Her story is told in scenes, ineluctably moving scenes, from the time when she and her brother were sent by her fancy living parents to Stamps, Arkansas, and a grandmother who had the local Store. Displaced they were and "If growing up is painful for the Southern Black girl, being aware of her displacement is the rust on the razor that threatens the throat." But alternating with all the pain and terror (her rape at the age of eight when in St. Louis With her mother) and humiliation (a brief spell in the kitchen of a white woman who refused to remember her name) and fear (of a lynching—and the time they buried afflicted Uncle Willie under a blanket of vegetables) as well as all the unanswered and unanswerable questions, there are affirmative memories and moments: her charming brother Bailey; her own "unshakable God"; a revival meeting in a tent; her 8th grade graduation; and at the end, when she's sixteen, the birth of a baby. Times When as she says "It seemed that the peace of a day's ending was an assurance that the covenant God made with children, Negroes and the crippled was still in effect."

However charily one should apply the word, a beautiful book, an unconditionally involving memoir for our time or any time.

Pub Date: Feb. 1, 1969

ISBN: 0375507892

Page Count: 235

Publisher: Random House

Review Posted Online: May 14, 2012

Kirkus Reviews Issue: Feb. 1, 1969

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A Churchill-ian view of native history—Ward, that is, not Winston—its facts filtered through a dense screen of ideology.

AN INDIGENOUS PEOPLES' HISTORY OF THE UNITED STATES

Custer died for your sins. And so, this book would seem to suggest, did every other native victim of colonialism.

Inducing guilt in non-native readers would seem to be the guiding idea behind Dunbar-Ortiz’s (Emerita, Ethnic Studies/California State Univ., Hayward; Blood on the Border: A Memoir of the Contra War, 2005, etc.) survey, which is hardly a new strategy. Indeed, the author says little that hasn’t been said before, but she packs a trove of ideological assumptions into nearly every page. For one thing, while “Indian” isn’t bad, since “[i]ndigenous individuals and peoples in North America on the whole do not consider ‘Indian’ a slur,” “American” is due to the fact that it’s “blatantly imperialistic.” Just so, indigenous peoples were overwhelmed by a “colonialist settler-state” (the very language broadly applied to Israelis vis-à-vis the Palestinians today) and then “displaced to fragmented reservations and economically decimated”—after, that is, having been forced to live in “concentration camps.” Were he around today, Vine Deloria Jr., the always-indignant champion of bias-puncturing in defense of native history, would disavow such tidily packaged, ready-made, reflexive language. As it is, the readers who are likely to come to this book—undergraduates, mostly, in survey courses—probably won’t question Dunbar-Ortiz’s inaccurate assertion that the military phrase “in country” derives from the military phrase “Indian country” or her insistence that all Spanish people in the New World were “gold-obsessed.” Furthermore, most readers won’t likely know that some Ancestral Pueblo (for whom Dunbar-Ortiz uses the long-abandoned term “Anasazi”) sites show evidence of cannibalism and torture, which in turn points to the inconvenient fact that North America wasn’t entirely an Eden before the arrival of Europe.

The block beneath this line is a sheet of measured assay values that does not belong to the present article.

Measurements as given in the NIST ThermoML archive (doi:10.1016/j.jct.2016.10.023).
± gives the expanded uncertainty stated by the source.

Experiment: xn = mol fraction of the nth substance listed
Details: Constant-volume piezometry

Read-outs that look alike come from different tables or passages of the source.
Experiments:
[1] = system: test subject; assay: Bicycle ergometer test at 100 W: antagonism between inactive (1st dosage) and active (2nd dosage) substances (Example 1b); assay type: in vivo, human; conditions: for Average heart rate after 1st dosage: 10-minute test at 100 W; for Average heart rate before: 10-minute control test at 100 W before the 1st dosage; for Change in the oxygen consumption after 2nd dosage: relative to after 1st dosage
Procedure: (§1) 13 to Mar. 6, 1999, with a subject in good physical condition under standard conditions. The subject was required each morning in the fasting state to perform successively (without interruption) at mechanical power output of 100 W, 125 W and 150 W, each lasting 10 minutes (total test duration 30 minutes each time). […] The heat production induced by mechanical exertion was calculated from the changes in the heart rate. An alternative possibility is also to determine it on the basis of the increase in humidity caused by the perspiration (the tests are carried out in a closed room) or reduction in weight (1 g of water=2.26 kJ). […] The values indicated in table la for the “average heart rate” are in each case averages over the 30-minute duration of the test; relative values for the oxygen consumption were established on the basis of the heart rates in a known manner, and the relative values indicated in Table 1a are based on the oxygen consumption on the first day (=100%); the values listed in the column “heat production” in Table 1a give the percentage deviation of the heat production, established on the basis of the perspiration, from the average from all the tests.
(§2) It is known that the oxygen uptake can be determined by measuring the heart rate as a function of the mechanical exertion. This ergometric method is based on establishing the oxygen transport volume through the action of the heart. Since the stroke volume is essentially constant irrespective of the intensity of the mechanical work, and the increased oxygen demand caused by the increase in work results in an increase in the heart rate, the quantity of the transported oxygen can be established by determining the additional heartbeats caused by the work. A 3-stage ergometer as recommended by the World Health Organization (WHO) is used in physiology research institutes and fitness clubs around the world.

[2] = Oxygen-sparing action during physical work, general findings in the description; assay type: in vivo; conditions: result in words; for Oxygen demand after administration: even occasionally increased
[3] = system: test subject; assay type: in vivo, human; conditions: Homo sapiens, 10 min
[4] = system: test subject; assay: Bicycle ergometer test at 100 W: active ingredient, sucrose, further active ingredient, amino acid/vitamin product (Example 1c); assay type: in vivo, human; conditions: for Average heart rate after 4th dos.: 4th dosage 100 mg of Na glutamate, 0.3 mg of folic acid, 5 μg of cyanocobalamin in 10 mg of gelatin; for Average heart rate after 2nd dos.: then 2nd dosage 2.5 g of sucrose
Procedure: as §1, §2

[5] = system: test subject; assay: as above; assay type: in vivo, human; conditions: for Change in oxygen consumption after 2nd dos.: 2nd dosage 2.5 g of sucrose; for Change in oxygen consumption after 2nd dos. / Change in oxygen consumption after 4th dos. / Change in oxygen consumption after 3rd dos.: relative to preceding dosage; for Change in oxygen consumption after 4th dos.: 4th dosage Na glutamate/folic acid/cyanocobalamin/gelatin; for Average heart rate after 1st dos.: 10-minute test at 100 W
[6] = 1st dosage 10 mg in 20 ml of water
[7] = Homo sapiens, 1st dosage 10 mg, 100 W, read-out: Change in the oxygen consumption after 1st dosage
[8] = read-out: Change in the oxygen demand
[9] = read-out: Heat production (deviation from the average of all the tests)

A Churchill-ian view of native history—Ward, that is, not Winston—its facts filtered through a dense screen of ideology.

Pub Date: Sept. 16, 2014

ISBN: 978-0-8070-0040-3

Page Count: 296

Publisher: Beacon Press

Review Posted Online: Aug. 18, 2014

Kirkus Reviews Issue: Sept. 15, 2014